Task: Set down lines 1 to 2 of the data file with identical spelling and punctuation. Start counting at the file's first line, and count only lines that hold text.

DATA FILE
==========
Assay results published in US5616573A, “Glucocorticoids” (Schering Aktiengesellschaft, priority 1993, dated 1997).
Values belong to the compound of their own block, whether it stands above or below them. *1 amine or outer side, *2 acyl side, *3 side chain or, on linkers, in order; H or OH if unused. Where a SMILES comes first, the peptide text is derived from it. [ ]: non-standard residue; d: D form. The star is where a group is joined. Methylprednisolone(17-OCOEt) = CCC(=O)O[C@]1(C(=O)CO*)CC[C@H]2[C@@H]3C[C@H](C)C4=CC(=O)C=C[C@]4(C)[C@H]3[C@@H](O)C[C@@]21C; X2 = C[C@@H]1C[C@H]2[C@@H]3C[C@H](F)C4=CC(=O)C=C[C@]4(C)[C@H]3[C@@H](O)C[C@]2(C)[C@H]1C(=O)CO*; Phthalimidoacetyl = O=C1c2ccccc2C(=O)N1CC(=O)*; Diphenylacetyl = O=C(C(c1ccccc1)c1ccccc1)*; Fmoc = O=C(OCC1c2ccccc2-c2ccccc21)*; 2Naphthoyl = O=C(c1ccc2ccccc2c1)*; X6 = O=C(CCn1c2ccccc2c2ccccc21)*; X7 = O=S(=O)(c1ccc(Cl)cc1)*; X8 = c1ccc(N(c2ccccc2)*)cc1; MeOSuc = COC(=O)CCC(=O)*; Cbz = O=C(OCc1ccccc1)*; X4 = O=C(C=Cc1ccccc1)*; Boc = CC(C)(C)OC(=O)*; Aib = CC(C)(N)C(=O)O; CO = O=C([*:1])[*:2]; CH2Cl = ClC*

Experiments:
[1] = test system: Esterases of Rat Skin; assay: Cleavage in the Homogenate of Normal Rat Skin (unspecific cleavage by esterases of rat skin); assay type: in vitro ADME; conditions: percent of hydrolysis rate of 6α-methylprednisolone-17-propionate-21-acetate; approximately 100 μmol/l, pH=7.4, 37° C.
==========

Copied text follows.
Assay results published in US5616573A, “Glucocorticoids” (Schering Aktiengesellschaft, priority 1993, dated 1997).
Values belong to the compound of their own block, whether it stands above or below them. *1 amine or outer side, *2 acyl side, *3 side chain or, on linkers, in order; H or OH if unused. Where a SMILES comes first, the peptide text is derived from it. [ ]: non-standard residue; d: D form. The star is where a group is joined. Methylprednisolone(17-OCOEt) = CCC(=O)O[C@]1(C(=O)CO*)CC[C@H]2[C@@H]3C[C@H](C)C4=CC(=O)C=C[C@]4(C)[C@H]3[C@@H](O)C[C@@]21C; X2 = C[C@@H]1C[C@H]2[C@@H]3C[C@H](F)C4=CC(=O)C=C[C@]4(C)[C@H]3[C@@H](O)C[C@]2(C)[C@H]1C(=O)CO*; Phthalimidoacetyl = O=C1c2ccccc2C(=O)N1CC(=O)*; Diphenylacetyl = O=C(C(c1ccccc1)c1ccccc1)*; Fmoc = O=C(OCC1c2ccccc2-c2ccccc21)*; 2Naphthoyl = O=C(c1ccc2ccccc2c1)*; X6 = O=C(CCn1c2ccccc2c2ccccc21)*; X7 = O=S(=O)(c1ccc(Cl)cc1)*; X8 = c1ccc(N(c2ccccc2)*)cc1; MeOSuc = COC(=O)CCC(=O)*; Cbz = O=C(OCc1ccccc1)*; X4 = O=C(C=Cc1ccccc1)*; Boc = CC(C)(C)OC(=O)*; Aib = CC(C)(N)C(=O)O; CO = O=C([*:1])[*:2]; CH2Cl = ClC*